How Public Officials Should Handle Social Media

Public officials are more available to the public than ever before thanks to the evolution of social media and its broad spectrum. However, as the adage goes, the internet is forever, and a mistake made on an official account can cause a backlash.

Social Media Actions

You must first learn about social media account management to protect your department from negative public opinion. Also, it may help prevent even legal action.

Create a Policy

Before you make your first post, you need a concrete policy detailing what your posts can cover and what comments you allow. Additionally, you must navigate how to deal with comments that violate your rules.

Make sure anyone using your account understands this policy. Additionally, you must make this policy available to the public for transparency. 

Be Transparent About Social Media Moderation

Since anyone can comment on a post, you’ll undoubtedly get negative replies. However tempting it may be to delete criticism, you can’t remove comments based on negativity alone. Social media is a public forum and your account represents a government entity. Thus, you must preserve speech protected by the First Amendment.

However, not all speech has that protection. For example, “obscenity” and “true threats” don’t fall under the First Amendment. Deleting these comments and blocking repeat offenders keeps the public forum rich with diverse ideas.

Of course, users may not agree with your decision on what constitutes “obscenity” or “true threats.” You should create a due process to evaluate comments. Then, you can clear criteria to determine whether they fall into these categories. Depending on the platform, you may also consider an appeals process where users can dispute your decision. Should you create such a process, post the information publicly and accessibly.

Make a Clear Separation Between Personal and Official Social Media Accounts

Employees who post using the official account act as your department’s representative. That means their political opinions must take a back seat. Individuals with access to your social media accounts should strictly adhere to a viewpoint-neutral policy when making posts. It also goes for anything they comment on another post. Additionally, they must avoid content that even seems to mock a specific demographic.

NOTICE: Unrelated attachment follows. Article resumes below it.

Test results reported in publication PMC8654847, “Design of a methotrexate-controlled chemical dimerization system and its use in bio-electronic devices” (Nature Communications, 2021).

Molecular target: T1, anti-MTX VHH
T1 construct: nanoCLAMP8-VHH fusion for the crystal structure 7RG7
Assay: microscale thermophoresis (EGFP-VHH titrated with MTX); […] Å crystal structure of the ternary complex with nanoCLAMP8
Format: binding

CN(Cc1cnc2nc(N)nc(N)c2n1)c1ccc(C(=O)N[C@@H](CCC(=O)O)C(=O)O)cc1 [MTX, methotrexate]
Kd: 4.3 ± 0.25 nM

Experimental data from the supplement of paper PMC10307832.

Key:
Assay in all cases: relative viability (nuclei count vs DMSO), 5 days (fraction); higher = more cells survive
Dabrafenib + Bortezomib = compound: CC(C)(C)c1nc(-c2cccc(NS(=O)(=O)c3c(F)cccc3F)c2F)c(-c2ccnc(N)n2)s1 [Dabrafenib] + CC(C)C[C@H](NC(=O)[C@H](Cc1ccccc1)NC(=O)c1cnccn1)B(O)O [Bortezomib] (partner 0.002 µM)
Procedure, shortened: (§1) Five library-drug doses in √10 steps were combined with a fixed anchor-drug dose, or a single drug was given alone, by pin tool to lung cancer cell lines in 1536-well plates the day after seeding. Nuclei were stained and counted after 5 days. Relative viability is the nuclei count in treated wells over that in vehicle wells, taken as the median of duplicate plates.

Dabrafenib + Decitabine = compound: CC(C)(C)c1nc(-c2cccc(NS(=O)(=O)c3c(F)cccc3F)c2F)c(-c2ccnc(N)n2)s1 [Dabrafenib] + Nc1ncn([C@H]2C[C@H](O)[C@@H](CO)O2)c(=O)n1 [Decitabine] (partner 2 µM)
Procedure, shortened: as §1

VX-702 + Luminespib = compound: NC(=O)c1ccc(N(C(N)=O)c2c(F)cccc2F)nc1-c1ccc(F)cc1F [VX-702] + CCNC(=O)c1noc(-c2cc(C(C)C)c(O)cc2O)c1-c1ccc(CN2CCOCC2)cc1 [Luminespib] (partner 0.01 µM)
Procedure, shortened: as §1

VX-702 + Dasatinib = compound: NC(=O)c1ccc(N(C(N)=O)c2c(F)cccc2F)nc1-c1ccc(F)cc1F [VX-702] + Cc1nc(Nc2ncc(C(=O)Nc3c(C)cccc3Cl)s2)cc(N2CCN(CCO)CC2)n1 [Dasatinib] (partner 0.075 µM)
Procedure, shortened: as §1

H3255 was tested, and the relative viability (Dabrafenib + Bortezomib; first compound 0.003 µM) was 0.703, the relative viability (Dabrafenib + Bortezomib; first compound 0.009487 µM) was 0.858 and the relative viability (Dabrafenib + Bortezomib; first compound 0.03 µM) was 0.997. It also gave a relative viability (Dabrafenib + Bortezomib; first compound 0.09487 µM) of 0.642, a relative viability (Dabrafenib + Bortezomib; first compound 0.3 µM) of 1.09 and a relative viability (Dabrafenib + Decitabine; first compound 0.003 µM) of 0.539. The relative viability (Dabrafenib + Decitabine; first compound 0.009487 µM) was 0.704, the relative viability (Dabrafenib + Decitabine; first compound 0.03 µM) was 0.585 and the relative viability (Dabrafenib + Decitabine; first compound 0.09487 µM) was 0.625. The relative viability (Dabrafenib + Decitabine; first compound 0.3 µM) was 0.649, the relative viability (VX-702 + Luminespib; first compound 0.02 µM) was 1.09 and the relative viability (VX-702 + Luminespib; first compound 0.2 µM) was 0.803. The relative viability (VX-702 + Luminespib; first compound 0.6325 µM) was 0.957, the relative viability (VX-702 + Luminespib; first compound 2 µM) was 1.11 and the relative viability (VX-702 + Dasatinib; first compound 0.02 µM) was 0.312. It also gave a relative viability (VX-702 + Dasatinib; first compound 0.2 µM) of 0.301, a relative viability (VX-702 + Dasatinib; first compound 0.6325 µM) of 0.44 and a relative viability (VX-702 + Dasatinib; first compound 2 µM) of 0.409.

Share Conscientiously

What you share or like can get you in as much trouble as a post. Research the contents and the poster before engaging with a post or comment. Liking a seemingly innocuous post by a user with complicated history may be an endorsement of bad behavior. Conscientious sharing takes much longer than mindlessly clicking exciting posts. Alternatively, it can save your department unnecessary scandals that distract from its actual mission.

Limit Access To Official Accounts

Many people can’t handle an official social media account due to personality or lack of marketing and communication experience. As a result, you should limit access to individuals assigned posting and moderation duties. The fewer people access the account, the more control you have over the content. Public Officials Liability and Employment Practices Insurance can only do so much, so it is essential to be careful with what public officials post.

About PGUI

Professional Governmental Underwriters, LLC., is a full-service risk management company dedicated to assisting public, educational and non-profit entities in the management of their professional liability exposures including educators liability insurance. We are dedicated to providing state-of-the-art professional underwriting management and loss control advisory services on behalf of our designated carriers. For more information, contact us via messaging or call us toll-free at (800) 586-6502.